Republican presidential nominee Donald Trump greets fans before giving a speech during Iowa Senator Joni Ernst's second annual Roast and Ride event in Des Moines on Saturday, August 27, 2016. The event started with a 42-mile motorcycle ride from the Big Barn Harley-Davidson dealership to the Iowa State Fairgrounds where Ernst hosted a rally with fellow Republican leaders headlined by Trump. (The Daily Iowan/Joseph Cress)
Republican presidential nominee Donald Trump greets fans before giving a speech during Iowa Senator Joni Ernst's second annual Roast and Ride event in Des Moines on Saturday, August 27, 2016. The event started with a 42-mile motorcycle ride from the Big Barn Harley-Davidson dealership to the Iowa State Fairgrounds where Ernst hosted a rally with fellow Republican leaders headlined by Trump. (The Daily Iowan/Joseph Cress)

While Trump struggles nationally, Iowa proves loyal

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By Matthew Jack | matthewmjack@gmail.com

While Donald Trump flounders in national polls, his numbers in Iowa have proved that his supporters in the state are resilient to controversy surrounding the Republican candidate.

In the days after Access Hollywood audio was leaked to the Washington Post featuring Trump describing in vulgar terms how he used his celebrity status to grope women’s genitals, the RealClearPolitics national poll average showed him with a deficit of up to 7.1 percentage points, and FiveThirtyEight’s prediction model decreased his chances of winning by up to 6.5 points.

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But Trump maintained a 5-point lead in Iowa, according to a Washington Post/SurveyMonkey online poll conducted directly after the video leaked, and a Quinnipiac University poll released Oct. 27 reveals he has preserved his edge with 47 percent of the vote against Hillary Clinton’s 46 percent.

According to the RealClearPolitics Iowa poll average, Clinton has not surpassed Trump since he took the lead in early September.

“The Iowa electorate across the board — not just college-educated and opinion leaders — is highly independent, literate, and makes up its own mind rather than taking the opinions of leadership — including the Big Three networks and the elite media,” said Bill Keettel, the chairman of the Johnson County Republicans, in an email.

The Iowa GOP leadership has been unique in its loyalty to Trump, especially in light of Texas Sen. Ted Cruz’s victory in the Iowa caucuses.

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“Trump may have not been the first choice,” said University of Iowa political science Associate Professor Tim Hagle. “But the GOP leadership took it as their duty [to get behind him].”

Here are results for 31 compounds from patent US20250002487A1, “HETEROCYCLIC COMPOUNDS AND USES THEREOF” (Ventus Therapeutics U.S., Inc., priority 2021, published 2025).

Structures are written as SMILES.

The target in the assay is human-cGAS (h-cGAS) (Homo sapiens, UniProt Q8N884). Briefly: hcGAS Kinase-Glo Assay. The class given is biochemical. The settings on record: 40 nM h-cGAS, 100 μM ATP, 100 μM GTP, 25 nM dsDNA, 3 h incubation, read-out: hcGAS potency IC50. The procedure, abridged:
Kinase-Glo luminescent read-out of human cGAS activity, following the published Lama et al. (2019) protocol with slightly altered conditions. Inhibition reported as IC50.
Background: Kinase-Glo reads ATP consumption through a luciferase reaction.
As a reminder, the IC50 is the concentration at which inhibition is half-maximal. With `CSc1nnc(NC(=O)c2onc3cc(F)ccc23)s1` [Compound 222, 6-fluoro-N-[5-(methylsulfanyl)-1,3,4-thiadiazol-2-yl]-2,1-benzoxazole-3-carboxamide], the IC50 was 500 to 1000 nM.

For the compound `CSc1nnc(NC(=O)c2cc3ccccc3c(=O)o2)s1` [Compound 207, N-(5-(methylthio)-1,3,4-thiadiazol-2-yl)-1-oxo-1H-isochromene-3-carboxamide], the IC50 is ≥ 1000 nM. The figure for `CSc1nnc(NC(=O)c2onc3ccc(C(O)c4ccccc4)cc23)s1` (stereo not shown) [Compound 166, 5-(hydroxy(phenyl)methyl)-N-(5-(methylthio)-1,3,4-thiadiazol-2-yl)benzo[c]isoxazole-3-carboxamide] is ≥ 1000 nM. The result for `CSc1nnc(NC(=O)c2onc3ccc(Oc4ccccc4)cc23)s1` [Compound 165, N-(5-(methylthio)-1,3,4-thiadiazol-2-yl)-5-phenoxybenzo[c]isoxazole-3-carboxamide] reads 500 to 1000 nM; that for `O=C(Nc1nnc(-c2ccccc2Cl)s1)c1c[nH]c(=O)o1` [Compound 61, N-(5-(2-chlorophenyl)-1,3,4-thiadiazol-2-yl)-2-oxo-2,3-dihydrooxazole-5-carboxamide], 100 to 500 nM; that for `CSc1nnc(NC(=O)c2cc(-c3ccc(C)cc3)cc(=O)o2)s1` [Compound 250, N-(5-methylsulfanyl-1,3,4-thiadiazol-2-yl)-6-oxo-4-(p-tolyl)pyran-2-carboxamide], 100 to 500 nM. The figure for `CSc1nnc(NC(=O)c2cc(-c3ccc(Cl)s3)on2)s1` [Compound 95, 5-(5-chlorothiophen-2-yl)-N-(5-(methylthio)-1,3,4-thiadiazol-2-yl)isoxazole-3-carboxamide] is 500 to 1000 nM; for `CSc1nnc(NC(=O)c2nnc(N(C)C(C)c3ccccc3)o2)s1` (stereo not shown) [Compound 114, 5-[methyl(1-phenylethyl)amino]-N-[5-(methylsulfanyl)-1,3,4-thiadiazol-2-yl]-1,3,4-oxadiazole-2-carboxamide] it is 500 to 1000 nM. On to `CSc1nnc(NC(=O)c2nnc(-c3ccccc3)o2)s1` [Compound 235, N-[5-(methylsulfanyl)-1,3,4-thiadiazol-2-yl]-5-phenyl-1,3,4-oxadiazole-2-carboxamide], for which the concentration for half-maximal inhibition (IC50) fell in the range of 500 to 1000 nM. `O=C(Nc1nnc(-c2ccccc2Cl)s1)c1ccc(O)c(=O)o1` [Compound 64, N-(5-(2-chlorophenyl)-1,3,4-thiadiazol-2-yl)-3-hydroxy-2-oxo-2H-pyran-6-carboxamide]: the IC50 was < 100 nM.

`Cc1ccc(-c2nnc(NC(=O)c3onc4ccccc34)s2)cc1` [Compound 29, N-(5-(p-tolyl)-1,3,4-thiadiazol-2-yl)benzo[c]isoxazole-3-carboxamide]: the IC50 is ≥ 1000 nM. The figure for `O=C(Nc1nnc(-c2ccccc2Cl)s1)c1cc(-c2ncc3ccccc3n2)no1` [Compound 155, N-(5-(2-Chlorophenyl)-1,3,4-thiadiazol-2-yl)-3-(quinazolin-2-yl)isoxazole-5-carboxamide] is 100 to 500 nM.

Drake University political science Professor Arthur Sanders said he believed this loyalty resonated with Iowa voters.

“It’s a pretty evenly divided state, so they’re getting messages from their elected officials … that they should stick with this guy, so they are,” Sanders said.

He also cited the state’s demographics as a major factor in its Trump support.

“Trump’s numbers have been more resilient in places with larger white populations, and Iowa is one of those places,” Sanders said.

But a look at other swing states suggests race is not the only factor.

“[Four] states have a higher [percentage of] white population than Iowa, and one of them is Vermont, which is definitely voting for Clinton, so it’s not just race,” Hagle said. “I like to look more at the economic side of things — Iowa was not hurt as hard in the recession, but people are still worse off.”

Voters interviewed by The Daily Iowan said looking past Trump’s highly publicized and controversial statements was crucial in maintaining his support.

RELATED: Campaign challenges Iowa teachers

Josh Dakken, a University of Iowa senior who identifies as an independent, said he believed Trump’s base is “against the [negative] stuff he’s been saying, but what they think he’ll do financially for the country is overpowering those negatives.”

He also said that Republicans’ “indoctrinated hatred” toward Clinton helped prevent Trump from losing supporters due to previously unearthed scandals, which his Democratic opponent has been mired in since it was revealed in 2015 that she exclusively used a private e-mail server during her tenure as Secretary of State.

Dakken, who supports Libertarian candidate Gary Johnson, said his vote is “an indication to both parties that they need to change.”

For UI sophomore Matt Greene, who identifies as a Republican, Trump’s “blatant disregard for others” and lack of respect was enough to justify backing Clinton, albeit unenthusiastically.

“That’s not the way I was raised,” said Greene, “What could possibly make him think [insults] will gain voters?”

E.J. Peris, another UI sophomore, recalled Trump rhetorically asking, “How stupid are the people of Iowa?” after his Republican primary opponent, Ben Carson, saw a bump in Iowa polls despite revelations that he nearly stabbed a friend in the stomach.

However, Greene said he believed that Trump’s solid poll numbers in Iowa were a result of the looming date of Election Day, which is leading Republicans to “align behind the party.”

RELATED: ‘Vote-rigging’ steals the show

In an election year in which both major-party presidential candidates have historically low favorability ratings, good impressions are crucial for the candidates to capture support from independents and undecided voters — which some voters believe Trump did effectively in the third presidential debate last week.

After that debate, UI sophomore Chase Woods said Trump “showed a lot of compromise, held himself together more, and I think that made a good last impression on people.”

Follow Matthew Jack (@matthewmjack) on Twitter for ongoing coverage of the 2016 election in Iowa.